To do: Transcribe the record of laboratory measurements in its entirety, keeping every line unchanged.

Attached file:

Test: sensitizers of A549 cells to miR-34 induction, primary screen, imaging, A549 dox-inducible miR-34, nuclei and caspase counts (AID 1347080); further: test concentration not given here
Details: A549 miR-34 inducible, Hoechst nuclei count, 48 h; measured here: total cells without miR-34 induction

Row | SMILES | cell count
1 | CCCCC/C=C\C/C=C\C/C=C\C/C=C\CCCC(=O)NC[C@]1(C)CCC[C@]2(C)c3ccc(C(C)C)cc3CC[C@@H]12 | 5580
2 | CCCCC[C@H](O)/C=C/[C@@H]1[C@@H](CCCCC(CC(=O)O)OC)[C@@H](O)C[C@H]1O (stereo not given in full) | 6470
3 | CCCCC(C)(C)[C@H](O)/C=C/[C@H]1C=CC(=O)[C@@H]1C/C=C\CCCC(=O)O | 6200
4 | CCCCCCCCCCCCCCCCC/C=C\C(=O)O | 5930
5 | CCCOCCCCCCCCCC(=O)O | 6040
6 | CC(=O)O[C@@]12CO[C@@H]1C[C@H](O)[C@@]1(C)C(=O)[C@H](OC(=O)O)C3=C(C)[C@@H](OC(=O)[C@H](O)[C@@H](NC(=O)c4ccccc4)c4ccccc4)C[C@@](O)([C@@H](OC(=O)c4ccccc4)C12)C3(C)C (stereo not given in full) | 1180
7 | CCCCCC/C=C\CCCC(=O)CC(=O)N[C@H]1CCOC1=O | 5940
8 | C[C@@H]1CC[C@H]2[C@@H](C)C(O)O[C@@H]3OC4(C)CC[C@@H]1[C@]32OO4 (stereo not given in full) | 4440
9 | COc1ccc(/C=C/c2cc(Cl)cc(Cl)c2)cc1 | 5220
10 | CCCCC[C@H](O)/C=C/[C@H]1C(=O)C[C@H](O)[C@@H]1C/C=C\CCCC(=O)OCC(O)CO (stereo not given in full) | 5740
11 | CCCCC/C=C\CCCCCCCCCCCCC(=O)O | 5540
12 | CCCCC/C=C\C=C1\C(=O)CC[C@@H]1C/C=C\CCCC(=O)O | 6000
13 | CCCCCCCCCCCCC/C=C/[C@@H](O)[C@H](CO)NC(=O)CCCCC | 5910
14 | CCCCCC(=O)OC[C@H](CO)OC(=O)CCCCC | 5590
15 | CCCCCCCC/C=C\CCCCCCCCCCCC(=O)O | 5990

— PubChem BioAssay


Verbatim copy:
Test: sensitizers of A549 cells to miR-34 induction, primary screen, imaging, A549 dox-inducible miR-34, nuclei and caspase counts (AID 1347080); further: test concentration not given here
Details: A549 miR-34 inducible, Hoechst nuclei count, 48 h; measured here: total cells without miR-34 induction

Row | SMILES | cell count
1 | CCCCC/C=C\C/C=C\C/C=C\C/C=C\CCCC(=O)NC[C@]1(C)CCC[C@]2(C)c3ccc(C(C)C)cc3CC[C@@H]12 | 5580
2 | CCCCC[C@H](O)/C=C/[C@@H]1[C@@H](CCCCC(CC(=O)O)OC)[C@@H](O)C[C@H]1O (stereo not given in full) | 6470
3 | CCCCC(C)(C)[C@H](O)/C=C/[C@H]1C=CC(=O)[C@@H]1C/C=C\CCCC(=O)O | 6200
4 | CCCCCCCCCCCCCCCCC/C=C\C(=O)O | 5930
5 | CCCOCCCCCCCCCC(=O)O | 6040
6 | CC(=O)O[C@@]12CO[C@@H]1C[C@H](O)[C@@]1(C)C(=O)[C@H](OC(=O)O)C3=C(C)[C@@H](OC(=O)[C@H](O)[C@@H](NC(=O)c4ccccc4)c4ccccc4)C[C@@](O)([C@@H](OC(=O)c4ccccc4)C12)C3(C)C (stereo not given in full) | 1180
7 | CCCCCC/C=C\CCCC(=O)CC(=O)N[C@H]1CCOC1=O | 5940
8 | C[C@@H]1CC[C@H]2[C@@H](C)C(O)O[C@@H]3OC4(C)CC[C@@H]1[C@]32OO4 (stereo not given in full) | 4440
9 | COc1ccc(/C=C/c2cc(Cl)cc(Cl)c2)cc1 | 5220
10 | CCCCC[C@H](O)/C=C/[C@H]1C(=O)C[C@H](O)[C@@H]1C/C=C\CCCC(=O)OCC(O)CO (stereo not given in full) | 5740
11 | CCCCC/C=C\CCCCCCCCCCCCC(=O)O | 5540
12 | CCCCC/C=C\C=C1\C(=O)CC[C@@H]1C/C=C\CCCC(=O)O | 6000
13 | CCCCCCCCCCCCC/C=C/[C@@H](O)[C@H](CO)NC(=O)CCCCC | 5910
14 | CCCCCC(=O)OC[C@H](CO)OC(=O)CCCCC | 5590
15 | CCCCCCCC/C=C\CCCCCCCCCCCC(=O)O | 5990

— PubChem BioAssay